# Eigenvalues and diagonalization of a matrix

1. Mar 31, 2015

### dyn

When you diagonalize a matrix the diagonal elements are the eigenvalues but how do you know which order to put the eigenvalues in the diagonal elements as different orders give different matrices ?
Thanks

2. Apr 1, 2015

### ModestyKing

The same order as the matrix with your eigenvectors. If I recall correctly, so long as those two have their columns corresponding with each other, it's fine; you'll transform your matrix to a diagonal one, then later on you'll transform back. If it's self-consistent, the properties you're looking for should be conserved.
(But I'm not an expert on this, so hopefully there will be more input!)

3. Apr 1, 2015

### Staff: Mentor

ModestyKing needn't be so modest, he is correct

4. Apr 1, 2015

### HallsofIvy

Staff Emeritus
If an n by n matrix A has n independent eigenvectors, the there exist a matrix B such that D= B^{-1}AB is a diagonal matrix having the eigenvalues on the diagonal. B is the matrix having the corresponding eigenvectors as columns

What ModestyKing and DrClaude are saying is that the eigenvalues can be any order- as long as you have the eigenvectors, forming the columns of matrix B, in the same order.

Last edited: Apr 2, 2015
5. Apr 2, 2015

### Fredrik

Staff Emeritus
An ordered basis for an n-dimensional vector space V is an n-tuple $(e_1,\dots,e_n)$ such that $\{e_1,\dots,e_n\}$ is a basis for V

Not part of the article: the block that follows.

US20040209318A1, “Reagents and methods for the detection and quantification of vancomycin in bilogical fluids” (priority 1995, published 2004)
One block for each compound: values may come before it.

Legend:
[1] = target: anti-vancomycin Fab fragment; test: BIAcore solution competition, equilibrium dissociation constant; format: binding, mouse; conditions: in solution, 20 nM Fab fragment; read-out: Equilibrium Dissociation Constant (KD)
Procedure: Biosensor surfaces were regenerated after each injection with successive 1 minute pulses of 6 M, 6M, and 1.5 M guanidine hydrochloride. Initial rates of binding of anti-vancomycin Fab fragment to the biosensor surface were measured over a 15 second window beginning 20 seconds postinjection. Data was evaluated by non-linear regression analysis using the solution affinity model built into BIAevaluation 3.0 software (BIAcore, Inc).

The component n-tuple of a vector $x$ with respect to an ordered basis $(e_1,\dots,e_n)$ is the unique n-tuple of scalars $(x_1,\dots,x_n)$ such that $x=\sum_{i=1}^n x_i e_i$.

The matrix of components of a linear operator $A$ with respect to an ordered basis $(e_1,\dots,e_n)$ is the n×n matrix [A] defined by $[A]_{ij}=(Ae_j)_i$. (The right-hand side denotes the $i$th component of $Ae_j$ with respect to $(e_1,\dots,e_n)$). This matrix is diagonal if and only if the $e_i$ are eigenvectors of the linear operator $A$.

Every matrix is the matrix of components of some linear operator, with respect to some ordered basis. To change the order of the non-zero numbers in a diagonal matrix, is to change the order of the vectors in the ordered basis. You end up with a representation of the same linear operator, with respect to a different ordered basis.

Last edited: Apr 2, 2015